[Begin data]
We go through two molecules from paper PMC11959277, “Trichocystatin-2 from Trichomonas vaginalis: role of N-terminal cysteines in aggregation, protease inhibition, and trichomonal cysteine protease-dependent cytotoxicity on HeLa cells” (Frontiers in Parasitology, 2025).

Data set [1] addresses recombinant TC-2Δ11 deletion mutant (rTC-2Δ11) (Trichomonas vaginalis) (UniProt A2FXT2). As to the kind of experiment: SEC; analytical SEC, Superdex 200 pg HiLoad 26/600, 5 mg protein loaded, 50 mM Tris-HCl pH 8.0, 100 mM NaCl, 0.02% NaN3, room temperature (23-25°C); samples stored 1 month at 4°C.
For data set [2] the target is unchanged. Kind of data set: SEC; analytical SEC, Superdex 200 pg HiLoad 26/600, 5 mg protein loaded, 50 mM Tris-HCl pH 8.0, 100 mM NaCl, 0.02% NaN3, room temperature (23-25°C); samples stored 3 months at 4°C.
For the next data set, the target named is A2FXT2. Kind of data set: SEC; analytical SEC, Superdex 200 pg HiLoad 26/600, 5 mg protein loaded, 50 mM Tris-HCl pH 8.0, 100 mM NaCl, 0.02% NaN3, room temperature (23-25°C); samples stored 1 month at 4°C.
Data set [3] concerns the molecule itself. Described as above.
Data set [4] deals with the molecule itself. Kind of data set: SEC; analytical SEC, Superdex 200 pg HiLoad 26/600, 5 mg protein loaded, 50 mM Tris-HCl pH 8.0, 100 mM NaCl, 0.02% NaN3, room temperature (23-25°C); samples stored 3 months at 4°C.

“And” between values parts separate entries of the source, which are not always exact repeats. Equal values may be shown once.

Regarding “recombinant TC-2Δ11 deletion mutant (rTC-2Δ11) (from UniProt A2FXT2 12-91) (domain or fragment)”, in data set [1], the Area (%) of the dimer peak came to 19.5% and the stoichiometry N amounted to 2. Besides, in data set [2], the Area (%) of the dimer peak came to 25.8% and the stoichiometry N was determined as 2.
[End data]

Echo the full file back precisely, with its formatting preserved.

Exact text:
We go through two molecules from paper PMC11959277, “Trichocystatin-2 from Trichomonas vaginalis: role of N-terminal cysteines in aggregation, protease inhibition, and trichomonal cysteine protease-dependent cytotoxicity on HeLa cells” (Frontiers in Parasitology, 2025).

Data set [1] addresses recombinant TC-2Δ11 deletion mutant (rTC-2Δ11) (Trichomonas vaginalis) (UniProt A2FXT2). As to the kind of experiment: SEC; analytical SEC, Superdex 200 pg HiLoad 26/600, 5 mg protein loaded, 50 mM Tris-HCl pH 8.0, 100 mM NaCl, 0.02% NaN3, room temperature (23-25°C); samples stored 1 month at 4°C.
For data set [2] the target is unchanged. Kind of data set: SEC; analytical SEC, Superdex 200 pg HiLoad 26/600, 5 mg protein loaded, 50 mM Tris-HCl pH 8.0, 100 mM NaCl, 0.02% NaN3, room temperature (23-25°C); samples stored 3 months at 4°C.
For the next data set, the target named is A2FXT2. Kind of data set: SEC; analytical SEC, Superdex 200 pg HiLoad 26/600, 5 mg protein loaded, 50 mM Tris-HCl pH 8.0, 100 mM NaCl, 0.02% NaN3, room temperature (23-25°C); samples stored 1 month at 4°C.
Data set [3] concerns the molecule itself. Described as above.
Data set [4] deals with the molecule itself. Kind of data set: SEC; analytical SEC, Superdex 200 pg HiLoad 26/600, 5 mg protein loaded, 50 mM Tris-HCl pH 8.0, 100 mM NaCl, 0.02% NaN3, room temperature (23-25°C); samples stored 3 months at 4°C.

“And” between values parts separate entries of the source, which are not always exact repeats. Equal values may be shown once.

Regarding “recombinant TC-2Δ11 deletion mutant (rTC-2Δ11) (from UniProt A2FXT2 12-91) (domain or fragment)”, in data set [1], the Area (%) of the dimer peak came to 19.5% and the stoichiometry N amounted to 2. Besides, in data set [2], the Area (%) of the dimer peak came to 25.8% and the stoichiometry N was determined as 2.